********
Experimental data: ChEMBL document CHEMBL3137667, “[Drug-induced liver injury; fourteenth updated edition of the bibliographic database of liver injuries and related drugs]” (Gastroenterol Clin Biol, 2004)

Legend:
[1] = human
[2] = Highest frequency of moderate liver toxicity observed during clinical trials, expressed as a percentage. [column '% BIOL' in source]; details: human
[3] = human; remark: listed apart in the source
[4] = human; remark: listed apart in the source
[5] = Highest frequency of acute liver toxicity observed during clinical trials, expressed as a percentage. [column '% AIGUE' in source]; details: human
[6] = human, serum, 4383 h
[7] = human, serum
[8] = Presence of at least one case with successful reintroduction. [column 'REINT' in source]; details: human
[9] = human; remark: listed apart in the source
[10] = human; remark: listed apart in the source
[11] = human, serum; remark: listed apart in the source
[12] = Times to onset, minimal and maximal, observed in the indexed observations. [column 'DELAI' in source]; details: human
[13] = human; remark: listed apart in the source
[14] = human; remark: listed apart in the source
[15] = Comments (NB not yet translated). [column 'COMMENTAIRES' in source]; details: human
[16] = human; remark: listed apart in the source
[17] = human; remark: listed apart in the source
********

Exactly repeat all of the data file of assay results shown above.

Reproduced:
Experimental data: ChEMBL document CHEMBL3137667, “[Drug-induced liver injury; fourteenth updated edition of the bibliographic database of liver injuries and related drugs]” (Gastroenterol Clin Biol, 2004)

Legend:
[1] = human
[2] = Highest frequency of moderate liver toxicity observed during clinical trials, expressed as a percentage. [column '% BIOL' in source]; details: human
[3] = human; remark: listed apart in the source
[4] = human; remark: listed apart in the source
[5] = Highest frequency of acute liver toxicity observed during clinical trials, expressed as a percentage. [column '% AIGUE' in source]; details: human
[6] = human, serum, 4383 h
[7] = human, serum
[8] = Presence of at least one case with successful reintroduction. [column 'REINT' in source]; details: human
[9] = human; remark: listed apart in the source
[10] = human; remark: listed apart in the source
[11] = human, serum; remark: listed apart in the source
[12] = Times to onset, minimal and maximal, observed in the indexed observations. [column 'DELAI' in source]; details: human
[13] = human; remark: listed apart in the source
[14] = human; remark: listed apart in the source
[15] = Comments (NB not yet translated). [column 'COMMENTAIRES' in source]; details: human
[16] = human; remark: listed apart in the source
[17] = human; remark: listed apart in the source